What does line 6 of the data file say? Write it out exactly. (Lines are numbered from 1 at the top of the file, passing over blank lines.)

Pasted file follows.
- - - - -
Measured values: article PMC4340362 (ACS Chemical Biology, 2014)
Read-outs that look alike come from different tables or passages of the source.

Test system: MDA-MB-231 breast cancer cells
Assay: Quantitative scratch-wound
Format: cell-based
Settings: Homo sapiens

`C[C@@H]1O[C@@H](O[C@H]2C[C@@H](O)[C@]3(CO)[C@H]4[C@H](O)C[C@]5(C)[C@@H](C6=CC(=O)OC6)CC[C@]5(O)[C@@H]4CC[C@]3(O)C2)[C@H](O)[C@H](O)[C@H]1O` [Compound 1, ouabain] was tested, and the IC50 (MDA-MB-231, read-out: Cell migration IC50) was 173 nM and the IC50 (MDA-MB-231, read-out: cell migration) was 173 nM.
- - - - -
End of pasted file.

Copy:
Settings: Homo sapiens